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Giving and Receiving Feedback: A Guide to the Use of Peers in

Self Assessment
Introduction
One of the most valuable contributions anyone can make to another person’s learning is
constructive comment. Whether as a student or as a teacher each one of us has the
capacity to provide useful information to other people that will help them to learn more
effectively.

To bother to offer another person feedback about their work indicates both that you care
enough about them to spend your time considering their situation and that their work is
worthy of your attention. You are both affirming the worth of the person and offering
them your views on something into which they have put some effort.

Everyone has the capacity for giving useful feedback and some people use it to more
effect than others. The skills of giving and receiving feedback can be developed if
attention is given to some of the attributes of worthwhile feedback and how it can be
given in ways which enhance its contribution to learning.

Good and Bad Feedback


Before looking in detail at useful feedback it is important to distinguish it from those
types of feedback which can be unhelpful and sometimes positively harmful.

We all know what it is like to be on the receiving end of bad feedback: we feel ‘got at’,
‘attacked’, ‘put down’, ‘damned’ and generally invalidated as a person. Some of the basic
characteristics of bad feedback are that it is directed globally at the person; it is unhelpful,
that is, it does not suggest what otherwise might be; it is ill-judged, it comes from the
needs of the critic rather than the needs of the person receiving it; and it can provide a
weight of destructive comment from which it is difficult for a person to surface: it is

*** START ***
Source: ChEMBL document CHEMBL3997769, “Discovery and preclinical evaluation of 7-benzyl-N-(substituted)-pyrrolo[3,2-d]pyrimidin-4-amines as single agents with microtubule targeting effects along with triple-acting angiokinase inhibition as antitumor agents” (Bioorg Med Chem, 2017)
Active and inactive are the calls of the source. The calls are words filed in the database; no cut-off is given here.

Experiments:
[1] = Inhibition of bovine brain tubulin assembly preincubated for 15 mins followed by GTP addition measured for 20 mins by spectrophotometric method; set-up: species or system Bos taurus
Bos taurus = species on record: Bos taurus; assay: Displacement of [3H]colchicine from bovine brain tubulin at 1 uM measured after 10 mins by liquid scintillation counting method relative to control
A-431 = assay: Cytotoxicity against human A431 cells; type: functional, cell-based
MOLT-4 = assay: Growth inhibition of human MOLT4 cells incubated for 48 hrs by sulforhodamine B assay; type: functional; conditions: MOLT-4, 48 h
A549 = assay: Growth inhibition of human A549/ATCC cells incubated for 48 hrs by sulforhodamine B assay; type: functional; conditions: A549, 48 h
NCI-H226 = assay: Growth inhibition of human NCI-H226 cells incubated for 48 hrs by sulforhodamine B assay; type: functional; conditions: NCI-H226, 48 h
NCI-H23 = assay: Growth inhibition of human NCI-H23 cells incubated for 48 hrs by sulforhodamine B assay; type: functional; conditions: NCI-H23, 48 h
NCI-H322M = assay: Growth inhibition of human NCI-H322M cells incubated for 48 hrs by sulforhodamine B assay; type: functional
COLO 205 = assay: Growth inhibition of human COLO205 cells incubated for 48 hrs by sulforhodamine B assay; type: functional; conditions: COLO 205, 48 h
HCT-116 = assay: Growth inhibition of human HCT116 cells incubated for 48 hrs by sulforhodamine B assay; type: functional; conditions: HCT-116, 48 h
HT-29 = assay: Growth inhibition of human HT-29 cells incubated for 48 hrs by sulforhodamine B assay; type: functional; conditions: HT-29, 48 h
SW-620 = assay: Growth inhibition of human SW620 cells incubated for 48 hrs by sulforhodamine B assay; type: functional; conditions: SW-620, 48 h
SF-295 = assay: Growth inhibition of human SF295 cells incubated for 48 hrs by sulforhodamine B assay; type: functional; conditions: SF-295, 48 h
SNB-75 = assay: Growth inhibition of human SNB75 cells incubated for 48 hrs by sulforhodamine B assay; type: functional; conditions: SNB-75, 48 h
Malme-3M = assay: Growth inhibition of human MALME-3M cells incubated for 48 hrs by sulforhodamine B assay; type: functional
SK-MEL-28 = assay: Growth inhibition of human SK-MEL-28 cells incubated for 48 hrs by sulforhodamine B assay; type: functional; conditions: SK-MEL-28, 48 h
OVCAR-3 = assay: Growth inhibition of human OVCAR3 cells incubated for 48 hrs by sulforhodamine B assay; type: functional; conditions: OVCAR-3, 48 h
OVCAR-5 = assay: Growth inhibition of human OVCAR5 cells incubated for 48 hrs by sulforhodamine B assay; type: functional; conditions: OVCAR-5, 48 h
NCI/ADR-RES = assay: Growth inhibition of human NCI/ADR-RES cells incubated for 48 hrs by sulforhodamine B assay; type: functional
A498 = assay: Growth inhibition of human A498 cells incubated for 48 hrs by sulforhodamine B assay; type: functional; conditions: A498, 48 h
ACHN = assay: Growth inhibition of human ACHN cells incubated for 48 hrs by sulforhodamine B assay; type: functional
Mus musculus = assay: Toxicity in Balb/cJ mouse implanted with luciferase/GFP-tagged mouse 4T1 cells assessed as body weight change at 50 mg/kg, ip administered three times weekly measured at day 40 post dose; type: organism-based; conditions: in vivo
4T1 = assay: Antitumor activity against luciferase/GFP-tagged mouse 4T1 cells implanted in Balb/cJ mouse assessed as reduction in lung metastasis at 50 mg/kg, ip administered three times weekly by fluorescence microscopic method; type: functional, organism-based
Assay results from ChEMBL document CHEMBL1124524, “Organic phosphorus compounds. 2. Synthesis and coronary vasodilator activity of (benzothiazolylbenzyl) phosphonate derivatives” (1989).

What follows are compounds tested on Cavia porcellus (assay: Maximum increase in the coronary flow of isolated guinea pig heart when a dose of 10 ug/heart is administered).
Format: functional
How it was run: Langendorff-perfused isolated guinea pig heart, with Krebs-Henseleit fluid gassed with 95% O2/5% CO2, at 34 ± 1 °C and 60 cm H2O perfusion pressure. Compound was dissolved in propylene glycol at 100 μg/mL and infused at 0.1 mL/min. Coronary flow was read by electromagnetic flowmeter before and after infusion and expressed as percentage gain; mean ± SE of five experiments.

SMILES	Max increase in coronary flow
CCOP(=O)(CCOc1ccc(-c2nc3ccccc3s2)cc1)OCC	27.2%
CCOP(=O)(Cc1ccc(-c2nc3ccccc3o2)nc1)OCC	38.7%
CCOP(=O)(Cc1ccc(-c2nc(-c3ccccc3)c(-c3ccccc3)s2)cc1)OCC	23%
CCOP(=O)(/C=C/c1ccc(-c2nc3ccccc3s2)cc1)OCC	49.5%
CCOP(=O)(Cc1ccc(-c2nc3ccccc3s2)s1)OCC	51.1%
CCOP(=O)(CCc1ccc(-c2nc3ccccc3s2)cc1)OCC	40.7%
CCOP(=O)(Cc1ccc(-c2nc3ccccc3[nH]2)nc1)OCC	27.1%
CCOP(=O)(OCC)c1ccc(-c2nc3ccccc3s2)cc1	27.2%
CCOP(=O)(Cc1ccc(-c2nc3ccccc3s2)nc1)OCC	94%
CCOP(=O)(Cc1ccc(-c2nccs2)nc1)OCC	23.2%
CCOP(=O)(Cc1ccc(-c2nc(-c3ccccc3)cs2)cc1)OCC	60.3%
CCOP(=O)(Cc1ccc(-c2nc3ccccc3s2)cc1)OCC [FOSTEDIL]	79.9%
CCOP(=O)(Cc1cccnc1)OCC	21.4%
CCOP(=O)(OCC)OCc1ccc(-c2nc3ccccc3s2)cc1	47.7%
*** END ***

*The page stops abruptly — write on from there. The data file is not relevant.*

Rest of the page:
dehumanising.

Useful feedback, on the other hand, affirms the worth of the person and gives support
whilst offering reactions to the object of attention. Thus the person providing the
feedback shows that he or she values the person who is receiving it and that the provider
is sensitive to their needs and goals. This does not mean that only praise should be given,
in fact phoney or contrived praise or praise directed at the person rather than what they
have done can be quite counterproductive—it can feel patronising or controlling. Any
critical matters though should be raised in an overall supportive context in which the
parties can trust one another.

Helpful feedback makes a conscious distinction between the person—who is always


valued—and particular acts or specific work—which may be subject to critical comment.
This distinction emphasises that the person is not identical to what he or she does, and
their work or actions are not the same as the person, though this should not be taken as
justification for a person abrogating responsibility for his or her behaviour. No matter
how distasteful a person’s acts might be, feedback will only be effectively communicated
if the person’s common humanity is respected.
Offering Feedback
In the discussion below the term ‘work’ or ‘contribution’ is used to describe the matter on
which feedback is given. This ‘work’ may be of any type: an essay, a class contribution, a
design, some behaviour, a project in any form: written, oral, graphic, etc.

There are many characteristics of worthwhile feedback but the most important is the way
in which it is given. The tone, the style and the content should be consistent and provide
the constant message: ‘I appreciate you and what you have done and whatever else I say
should be taken in this context”. If you wish to give helpful feedback, you should:
Be realistic
• direct your comments towards matters on which the person can act. Don’t make suggestions
which are entirely outside the scope of what the person can do. Constructive comments can
be helpful so long as they respect the other persons individual way of doing things.
Be specific
• generalisations are particularly unhelpful. Base your comments on concrete observable
behaviour or materials. Always check your general impressions or inferences against the
particular and use the particular in your response. Focusing on behaviour implies that it is
something related to a specific situation that might be changed. The person should be given
sufficient information to pinpoint the areas to which you are referring and have a clear idea
of what is being said about those specific areas. Provide examples.
Be sensitive to the goals of the person
• Just because the other person’s contributions have not met your goals doesn’t necessarily
imply that something is wrong. The person produced the work for a specific purpose and
you should be aware of that purpose and give your views accordingly. This is not to say that